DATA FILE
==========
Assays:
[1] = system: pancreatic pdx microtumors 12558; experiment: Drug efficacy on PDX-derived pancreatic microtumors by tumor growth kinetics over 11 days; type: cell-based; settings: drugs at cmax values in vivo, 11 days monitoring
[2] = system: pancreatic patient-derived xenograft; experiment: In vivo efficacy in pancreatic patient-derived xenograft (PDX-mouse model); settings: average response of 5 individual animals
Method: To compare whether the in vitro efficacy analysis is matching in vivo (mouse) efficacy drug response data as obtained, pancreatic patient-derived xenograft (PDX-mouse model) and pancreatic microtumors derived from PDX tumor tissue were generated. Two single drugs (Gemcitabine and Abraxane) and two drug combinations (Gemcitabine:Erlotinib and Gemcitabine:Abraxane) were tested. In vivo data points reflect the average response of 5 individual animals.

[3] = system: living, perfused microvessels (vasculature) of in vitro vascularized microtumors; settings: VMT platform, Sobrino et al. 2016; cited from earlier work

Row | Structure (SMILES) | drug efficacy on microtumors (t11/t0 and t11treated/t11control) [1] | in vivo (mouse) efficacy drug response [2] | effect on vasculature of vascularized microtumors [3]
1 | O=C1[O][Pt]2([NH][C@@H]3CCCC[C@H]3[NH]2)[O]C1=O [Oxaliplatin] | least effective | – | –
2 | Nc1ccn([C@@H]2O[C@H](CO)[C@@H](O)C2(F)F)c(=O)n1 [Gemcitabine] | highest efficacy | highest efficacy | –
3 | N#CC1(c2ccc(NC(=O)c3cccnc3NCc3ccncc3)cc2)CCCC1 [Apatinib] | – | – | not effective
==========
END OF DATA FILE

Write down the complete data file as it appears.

Assays:
[1] = system: pancreatic pdx microtumors 12558; experiment: Drug efficacy on PDX-derived pancreatic microtumors by tumor growth kinetics over 11 days; type: cell-based; settings: drugs at cmax values in vivo, 11 days monitoring
[2] = system: pancreatic patient-derived xenograft; experiment: In vivo efficacy in pancreatic patient-derived xenograft (PDX-mouse model); settings: average response of 5 individual animals
Method: To compare whether the in vitro efficacy analysis is matching in vivo (mouse) efficacy drug response data as obtained, pancreatic patient-derived xenograft (PDX-mouse model) and pancreatic microtumors derived from PDX tumor tissue were generated. Two single drugs (Gemcitabine and Abraxane) and two drug combinations (Gemcitabine:Erlotinib and Gemcitabine:Abraxane) were tested. In vivo data points reflect the average response of 5 individual animals.

[3] = system: living, perfused microvessels (vasculature) of in vitro vascularized microtumors; settings: VMT platform, Sobrino et al. 2016; cited from earlier work

Row | Structure (SMILES) | drug efficacy on microtumors (t11/t0 and t11treated/t11control) [1] | in vivo (mouse) efficacy drug response [2] | effect on vasculature of vascularized microtumors [3]
1 | O=C1[O][Pt]2([NH][C@@H]3CCCC[C@H]3[NH]2)[O]C1=O [Oxaliplatin] | least effective | – | –
2 | Nc1ccn([C@@H]2O[C@H](CO)[C@@H](O)C2(F)F)c(=O)n1 [Gemcitabine] | highest efficacy | highest efficacy | –
3 | N#CC1(c2ccc(NC(=O)c3cccnc3NCc3ccncc3)cc2)CCCC1 [Apatinib] | – | – | not effective